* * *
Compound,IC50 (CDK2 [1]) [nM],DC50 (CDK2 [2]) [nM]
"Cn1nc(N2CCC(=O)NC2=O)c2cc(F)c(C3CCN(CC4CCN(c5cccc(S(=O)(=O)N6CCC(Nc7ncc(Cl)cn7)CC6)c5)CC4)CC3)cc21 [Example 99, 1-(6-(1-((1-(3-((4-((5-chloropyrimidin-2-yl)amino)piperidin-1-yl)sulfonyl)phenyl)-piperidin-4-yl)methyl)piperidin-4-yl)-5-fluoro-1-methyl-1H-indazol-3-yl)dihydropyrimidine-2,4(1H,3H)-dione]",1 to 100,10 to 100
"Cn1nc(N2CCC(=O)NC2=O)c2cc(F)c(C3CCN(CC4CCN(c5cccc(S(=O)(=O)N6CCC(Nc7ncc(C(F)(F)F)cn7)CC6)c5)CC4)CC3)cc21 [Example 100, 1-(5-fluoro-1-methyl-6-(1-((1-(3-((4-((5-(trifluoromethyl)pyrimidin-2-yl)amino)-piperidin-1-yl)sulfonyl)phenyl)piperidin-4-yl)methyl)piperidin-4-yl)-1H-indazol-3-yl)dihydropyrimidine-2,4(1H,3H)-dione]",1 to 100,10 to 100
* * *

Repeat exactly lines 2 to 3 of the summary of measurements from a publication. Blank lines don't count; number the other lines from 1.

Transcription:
"Cn1nc(N2CCC(=O)NC2=O)c2cc(F)c(C3CCN(CC4CCN(c5cccc(S(=O)(=O)N6CCC(Nc7ncc(Cl)cn7)CC6)c5)CC4)CC3)cc21 [Example 99, 1-(6-(1-((1-(3-((4-((5-chloropyrimidin-2-yl)amino)piperidin-1-yl)sulfonyl)phenyl)-piperidin-4-yl)methyl)piperidin-4-yl)-5-fluoro-1-methyl-1H-indazol-3-yl)dihydropyrimidine-2,4(1H,3H)-dione]",1 to 100,10 to 100
"Cn1nc(N2CCC(=O)NC2=O)c2cc(F)c(C3CCN(CC4CCN(c5cccc(S(=O)(=O)N6CCC(Nc7ncc(C(F)(F)F)cn7)CC6)c5)CC4)CC3)cc21 [Example 100, 1-(5-fluoro-1-methyl-6-(1-((1-(3-((4-((5-(trifluoromethyl)pyrimidin-2-yl)amino)-piperidin-1-yl)sulfonyl)phenyl)piperidin-4-yl)methyl)piperidin-4-yl)-1H-indazol-3-yl)dihydropyrimidine-2,4(1H,3H)-dione]",1 to 100,10 to 100